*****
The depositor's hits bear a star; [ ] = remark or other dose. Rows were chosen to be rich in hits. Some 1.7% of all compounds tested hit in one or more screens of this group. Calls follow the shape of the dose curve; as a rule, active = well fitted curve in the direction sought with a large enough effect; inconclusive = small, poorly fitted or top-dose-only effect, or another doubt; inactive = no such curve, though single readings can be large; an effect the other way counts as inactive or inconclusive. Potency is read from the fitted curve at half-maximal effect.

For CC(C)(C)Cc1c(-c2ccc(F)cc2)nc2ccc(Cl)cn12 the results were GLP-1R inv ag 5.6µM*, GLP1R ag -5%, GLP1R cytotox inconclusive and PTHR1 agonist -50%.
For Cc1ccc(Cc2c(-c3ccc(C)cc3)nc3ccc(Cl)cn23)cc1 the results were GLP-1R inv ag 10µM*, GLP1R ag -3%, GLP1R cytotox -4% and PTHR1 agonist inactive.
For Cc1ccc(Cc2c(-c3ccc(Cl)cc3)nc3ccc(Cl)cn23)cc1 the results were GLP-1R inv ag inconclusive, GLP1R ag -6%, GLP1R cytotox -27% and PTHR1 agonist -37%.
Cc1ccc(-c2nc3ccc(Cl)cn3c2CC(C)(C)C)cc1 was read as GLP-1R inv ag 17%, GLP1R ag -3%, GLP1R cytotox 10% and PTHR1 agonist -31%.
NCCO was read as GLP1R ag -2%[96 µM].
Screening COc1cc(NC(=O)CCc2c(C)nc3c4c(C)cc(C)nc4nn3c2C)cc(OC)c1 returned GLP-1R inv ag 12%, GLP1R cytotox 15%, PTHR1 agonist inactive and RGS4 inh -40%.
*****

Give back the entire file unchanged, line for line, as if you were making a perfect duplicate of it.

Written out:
The depositor's hits bear a star; [ ] = remark or other dose. Rows were chosen to be rich in hits. Some 1.7% of all compounds tested hit in one or more screens of this group. Calls follow the shape of the dose curve; as a rule, active = well fitted curve in the direction sought with a large enough effect; inconclusive = small, poorly fitted or top-dose-only effect, or another doubt; inactive = no such curve, though single readings can be large; an effect the other way counts as inactive or inconclusive. Potency is read from the fitted curve at half-maximal effect.

For CC(C)(C)Cc1c(-c2ccc(F)cc2)nc2ccc(Cl)cn12 the results were GLP-1R inv ag 5.6µM*, GLP1R ag -5%, GLP1R cytotox inconclusive and PTHR1 agonist -50%.
For Cc1ccc(Cc2c(-c3ccc(C)cc3)nc3ccc(Cl)cn23)cc1 the results were GLP-1R inv ag 10µM*, GLP1R ag -3%, GLP1R cytotox -4% and PTHR1 agonist inactive.
For Cc1ccc(Cc2c(-c3ccc(Cl)cc3)nc3ccc(Cl)cn23)cc1 the results were GLP-1R inv ag inconclusive, GLP1R ag -6%, GLP1R cytotox -27% and PTHR1 agonist -37%.
Cc1ccc(-c2nc3ccc(Cl)cn3c2CC(C)(C)C)cc1 was read as GLP-1R inv ag 17%, GLP1R ag -3%, GLP1R cytotox 10% and PTHR1 agonist -31%.
NCCO was read as GLP1R ag -2%[96 µM].
Screening COc1cc(NC(=O)CCc2c(C)nc3c4c(C)cc(C)nc4nn3c2C)cc(OC)c1 returned GLP-1R inv ag 12%, GLP1R cytotox 15%, PTHR1 agonist inactive and RGS4 inh -40%.